B. The RICO claim
The district court also held that the Comptons' RICO claim was time barred. RICO does not provide a civil statute of limitations. Other federal courts have looked to the law of their forum state for an appropriate civil limitation period. See Seawell v. Miller Brewing Co., 576 F. Supp. 424, 427 (M.D.N.C. 1983); D'iorio v. Adonizio, 554 F. Supp. 222, 231-32 (M.D. Pa. 1982); State Farm Fire Cas. Co. v. Estate of Caton, 540 F. Supp. 673, 683-84 (N.D.Ind. 1982). We agree with their approach and find that the California period of limitation applicable to state claims most analogous to RICO civil actions is the three year period for actions based on statute, Cal.Civ.Proc. Code § 338. See Seawell v. Miller Brewing, 576 F. Supp. at 424 (applying similar state statute to a RICO civil action).
We have found no authority definitively deciding when a cause of action accrues alleging a RICO violative civil conspiracy. As previously discussed, the general federal rule is that the limitations period begins to run when the plaintiff knows or has reason to know of the injury which is the basis for his action. Trotter v. Intern. Longshoremen's and Warehousemen's Union, 704 F.2d 1141, 1143 (9th Cir. 1983) (per curiam); Cline v. Brusset, 661 F.2d at 110.
We see no reason here to depart from the general rule. Although RICO does specifically outlaw conspiracies to violate the substantive provisions of the statute, 18 U.S.C. § 1962(d), RICO's civil remedy section permits suit by persons injured in their businesses or property, 18 U.S.C. § 1964(c). The civil remedy provision's focus upon injury as opposed to existence of a conspiracy suggests that the normal federal rule on accrual should apply to civil RICO actions alleging conspiracy. The Comptons' RICO claim is based on the same basic facts as is their section 1983 claim and is barred by the statute of limitations.
C. The Federal Tort Claim
The district court held that the claims by the Comptons under the FTCA for false arrest, false imprisonment, malicious prosecution and abuse of process were barred by the "exclusions" of 28 U.S.C. § 2680. This was error, because 28 U.S.C. § 2680(h) specifically allows such claims when they arise from acts or omissions by federal law enforcement officers. This court, however, may affirm on any basis presented by the record. Mollnow v. Carlton, 716 F.2d 627, 628 n. 1 (9th Cir. 1983) cert. denied, ___ U.S. ___, 104 S.Ct. 1595, 80 L.Ed.2d 126 (1984).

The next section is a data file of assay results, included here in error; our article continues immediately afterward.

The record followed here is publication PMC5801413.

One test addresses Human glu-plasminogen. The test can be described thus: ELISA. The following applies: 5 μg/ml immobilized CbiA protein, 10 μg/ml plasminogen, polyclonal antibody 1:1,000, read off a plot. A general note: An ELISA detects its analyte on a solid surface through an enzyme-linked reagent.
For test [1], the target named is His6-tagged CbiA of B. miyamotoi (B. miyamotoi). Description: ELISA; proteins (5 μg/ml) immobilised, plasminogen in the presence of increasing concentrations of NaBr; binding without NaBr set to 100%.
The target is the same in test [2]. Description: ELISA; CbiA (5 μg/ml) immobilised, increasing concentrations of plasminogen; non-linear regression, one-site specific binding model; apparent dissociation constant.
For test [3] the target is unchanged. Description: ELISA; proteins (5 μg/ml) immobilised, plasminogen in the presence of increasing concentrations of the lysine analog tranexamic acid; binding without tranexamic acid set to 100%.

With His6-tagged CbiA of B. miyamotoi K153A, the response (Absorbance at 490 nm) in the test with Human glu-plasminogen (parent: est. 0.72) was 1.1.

The only potential claims against the federal defendants for false arrest, false imprisonment, malicious prosecution or abuse of process arose from the weapons possession investigation and prosecution which culminated in Richard Compton's conviction. A prior conviction estops a party in a later civil suit from contesting facts necessarily established in the criminal proceeding. Considine v. United States, 683 F.2d 1285, 1286 (9th Cir. 1982). Compton's conviction on the weapons charge indicates that the federal officers did have adequate grounds for his arrest and prosecution.
The complaint also alleges that federal law enforcement officials failed to investigate illegal activity reported by Compton. In determining whether the federal officers had a duty to act, we must look to state law. 28 U.S.C. § 1346(b). Absent a "special relationship" between a plaintiff and an officer, California does not allow recovery against law enforcement officers for failure to perform their official functions. Williams v. State, 34 Cal.3d 18, 23-24, 192 Cal.Rptr. 233, 235-36, 664 P.2d 137, 139-40 (1983). A special relationship exists where an officer induces a plaintiff's detrimental reliance by conduct or statements inducing a false sense of security and worsening the plaintiff's position. Williams, 34 Cal. 3d at 27-28, 192 Cal.Rptr. at 239, 664 P.2d at 143.
The only allegation in the Comptons' complaint which could potentially suffice to establish a claim of a special relationship is that FBI agent Flores promised to investigate the Comptons' claims of wrongdoing by other defendants but failed to do so. According to the complaint, however, Flores' promises occurred after Richard Compton had been wrongfully arrested and his boat had been taken. Thus, the Comptons fail to allege the worsening of position requisite to recovery on the theory of a special relationship. Id.
D. The "Bivens" claims
The district court granted summary judgment in favor of the federal officers on the Comptons' claim that the officers violated their constitutional rights. Each of the officers submitted a sworn declaration outlining the substance of his contacts with the Comptons. The declarations indicate that the officers' actions constituted legitimate law enforcement activities.
A party opposing summary judgment must present some significant probative evidence tending to support his complaint. General Business Systems v. North American Philips Corp., 699 F.2d 965, 971 (9th Cir. 1983). The Comptons failed to present such evidence.
In reviewing a grant of summary judgment, the appellate court's task is identical to that of the trial court. State ex rel. Edwards v. Heimann, 633 F.2d 886, 888 n. 1 (9th Cir. 1980). Viewing the evidence, de novo, in the light most favorable to the party against whom summary judgment is granted, the appellate court must determine whether the trial court correctly found that there was no genuine issue of material fact and that the moving party was entitled to judgment as a matter of law. Heiniger v. City of Phoenix, 625 F.2d 842, 843 (9th Cir. 1980). We hold that no genuine issue of material fact exists.
The judgment of the district court is affirmed.